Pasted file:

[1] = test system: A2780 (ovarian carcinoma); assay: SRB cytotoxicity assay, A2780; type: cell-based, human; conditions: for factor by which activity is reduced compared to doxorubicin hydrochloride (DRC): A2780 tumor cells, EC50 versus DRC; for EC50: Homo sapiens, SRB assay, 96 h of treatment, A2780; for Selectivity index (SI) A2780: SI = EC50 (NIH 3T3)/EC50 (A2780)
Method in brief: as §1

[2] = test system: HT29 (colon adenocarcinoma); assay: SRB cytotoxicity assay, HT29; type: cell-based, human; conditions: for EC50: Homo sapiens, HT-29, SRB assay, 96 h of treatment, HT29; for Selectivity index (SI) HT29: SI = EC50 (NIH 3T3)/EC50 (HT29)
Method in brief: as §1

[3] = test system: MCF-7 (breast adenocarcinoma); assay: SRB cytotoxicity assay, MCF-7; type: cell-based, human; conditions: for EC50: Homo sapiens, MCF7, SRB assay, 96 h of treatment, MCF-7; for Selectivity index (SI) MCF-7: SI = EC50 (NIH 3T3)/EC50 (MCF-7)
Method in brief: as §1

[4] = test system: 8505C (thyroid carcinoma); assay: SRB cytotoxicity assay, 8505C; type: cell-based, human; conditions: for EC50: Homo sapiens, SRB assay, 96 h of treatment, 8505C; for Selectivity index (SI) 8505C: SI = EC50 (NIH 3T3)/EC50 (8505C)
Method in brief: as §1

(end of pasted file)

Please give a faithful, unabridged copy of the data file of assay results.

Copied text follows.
[1] = test system: A2780 (ovarian carcinoma); assay: SRB cytotoxicity assay, A2780; type: cell-based, human; conditions: for factor by which activity is reduced compared to doxorubicin hydrochloride (DRC): A2780 tumor cells, EC50 versus DRC; for EC50: Homo sapiens, SRB assay, 96 h of treatment, A2780; for Selectivity index (SI) A2780: SI = EC50 (NIH 3T3)/EC50 (A2780)
Method in brief: as §1

[2] = test system: HT29 (colon adenocarcinoma); assay: SRB cytotoxicity assay, HT29; type: cell-based, human; conditions: for EC50: Homo sapiens, HT-29, SRB assay, 96 h of treatment, HT29; for Selectivity index (SI) HT29: SI = EC50 (NIH 3T3)/EC50 (HT29)
Method in brief: as §1

[3] = test system: MCF-7 (breast adenocarcinoma); assay: SRB cytotoxicity assay, MCF-7; type: cell-based, human; conditions: for EC50: Homo sapiens, MCF7, SRB assay, 96 h of treatment, MCF-7; for Selectivity index (SI) MCF-7: SI = EC50 (NIH 3T3)/EC50 (MCF-7)
Method in brief: as §1

[4] = test system: 8505C (thyroid carcinoma); assay: SRB cytotoxicity assay, 8505C; type: cell-based, human; conditions: for EC50: Homo sapiens, SRB assay, 96 h of treatment, 8505C; for Selectivity index (SI) 8505C: SI = EC50 (NIH 3T3)/EC50 (8505C)
Method in brief: as §1